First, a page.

A Charged Topic: The Relationship Between Alternators and Batteries

By: Megan B

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Picture this: you’re getting into your car, ready to begin your drive, and put your key in the ignition to turn on your car. But when your turn the key, your car doesn’t start.

It’s a place where many of us have been. And when that happens, many of us have the same first thought: it’s the battery. And that could be the issue, but there’s another culprit that’s just as likely: the alternator.

That’s because your battery and alternator go together like peanut butter and jam, keeping the electricity flowing properly in your car to keep it running smoothly.

The basics of your vehicle’s electrical system consist of three main components:  the battery, the starter, and the alternator. When you put your key in the ignition and turn on your vehicle, the battery (which stores electricity) supplies the initial power to the starter motor and begins the mechanical process of getting the engine’s pistons moving.

Once the engine is running, the alternator takes over for the battery. It takes the mechanical energy created by the engine and converts it to electrical energy. This energy is used to provide electricity for your vehicle, and keeps the battery charged so it can be ready to provide that initial boost when you start your vehicle next time.

So, how do you know if an issue is caused by your alternator or your battery?

Because they are two components of a tight-knit system, it can be difficult to tell which is to blame when you start experiencing electrical issues, but there are some telltale signs to look for.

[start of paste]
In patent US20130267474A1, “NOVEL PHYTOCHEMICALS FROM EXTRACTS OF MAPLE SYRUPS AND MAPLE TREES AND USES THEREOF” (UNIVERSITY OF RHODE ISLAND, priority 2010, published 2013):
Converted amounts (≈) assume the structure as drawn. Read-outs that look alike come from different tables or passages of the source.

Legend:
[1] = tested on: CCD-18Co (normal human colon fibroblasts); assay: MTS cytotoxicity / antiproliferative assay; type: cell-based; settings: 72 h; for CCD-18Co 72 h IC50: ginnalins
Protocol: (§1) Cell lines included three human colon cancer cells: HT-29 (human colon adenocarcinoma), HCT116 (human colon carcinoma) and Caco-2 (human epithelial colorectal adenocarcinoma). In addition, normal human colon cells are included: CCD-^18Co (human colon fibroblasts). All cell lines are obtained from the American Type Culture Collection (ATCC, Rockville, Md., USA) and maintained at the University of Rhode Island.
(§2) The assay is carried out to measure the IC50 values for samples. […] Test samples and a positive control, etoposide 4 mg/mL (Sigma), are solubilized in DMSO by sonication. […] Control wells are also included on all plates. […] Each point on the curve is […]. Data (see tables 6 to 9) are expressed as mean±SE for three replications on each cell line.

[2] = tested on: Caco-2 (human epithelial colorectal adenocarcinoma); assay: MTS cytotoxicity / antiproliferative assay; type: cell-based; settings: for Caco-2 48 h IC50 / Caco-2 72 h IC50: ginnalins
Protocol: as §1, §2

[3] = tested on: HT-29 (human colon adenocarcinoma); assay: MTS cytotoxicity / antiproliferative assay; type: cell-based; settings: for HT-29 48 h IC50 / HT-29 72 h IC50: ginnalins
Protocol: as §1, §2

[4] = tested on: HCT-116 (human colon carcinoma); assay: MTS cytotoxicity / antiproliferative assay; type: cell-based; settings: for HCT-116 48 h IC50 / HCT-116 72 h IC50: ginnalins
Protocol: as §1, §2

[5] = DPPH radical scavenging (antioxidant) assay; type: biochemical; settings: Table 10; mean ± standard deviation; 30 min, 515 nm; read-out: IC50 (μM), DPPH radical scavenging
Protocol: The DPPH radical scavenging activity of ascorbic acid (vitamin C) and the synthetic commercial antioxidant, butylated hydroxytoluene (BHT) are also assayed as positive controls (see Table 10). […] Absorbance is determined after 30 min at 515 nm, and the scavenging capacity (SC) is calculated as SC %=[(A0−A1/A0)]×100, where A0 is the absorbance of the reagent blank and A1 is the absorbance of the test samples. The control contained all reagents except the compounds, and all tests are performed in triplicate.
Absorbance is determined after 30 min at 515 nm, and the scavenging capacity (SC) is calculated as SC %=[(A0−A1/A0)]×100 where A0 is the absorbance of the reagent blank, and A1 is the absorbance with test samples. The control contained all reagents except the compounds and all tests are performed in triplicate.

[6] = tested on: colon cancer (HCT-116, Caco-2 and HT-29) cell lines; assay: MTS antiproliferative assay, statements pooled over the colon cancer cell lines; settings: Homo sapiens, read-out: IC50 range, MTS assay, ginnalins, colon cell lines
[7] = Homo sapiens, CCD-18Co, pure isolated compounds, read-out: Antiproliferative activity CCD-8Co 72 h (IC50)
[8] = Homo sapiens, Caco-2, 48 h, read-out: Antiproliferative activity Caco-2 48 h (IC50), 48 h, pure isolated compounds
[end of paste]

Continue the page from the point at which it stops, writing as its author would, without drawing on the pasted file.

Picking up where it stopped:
First, check your dashboard. If there’s the engine light is on, it might be your battery. But if the battery light is on, then it could be either.

Second, go check under the hood. If there is evidence of the battery swelling, corrosion built up on the terminals, or even a sulfur-like smell coming from the battery, that’s a dead giveaway that it’s time for a replacement.

But the most obvious clues that you want to look for are how it starts, and how it idles.

Some of you clever readers might have already guessed that because the battery is responsible for supplying the initial power required to start your vehicle, any trouble associated with starting – clicking sounds, slow cranking – points toward your battery as the culprit. Likewise, because your alternator is responsible for keeping your electrical system humming along during operation, any issues there would be a sign that it’s on the fritz. This would include a rough idle, headlights not at the correct brightness level, car accessories (such as windows, radio, etc.) operating slowly or not at all, or any sounds coming from under your hood.

Either way, it’s good to have a general sense of where the issue is coming from, but when it comes to your electrical system – especially as we approach the colder months – you don’t want to play around. If you’re experiencing any of these issues, call to book in today at your local Parts for Trucks service location and team of experts will repair your rig to make sure you can drive with confidence in your electrical system.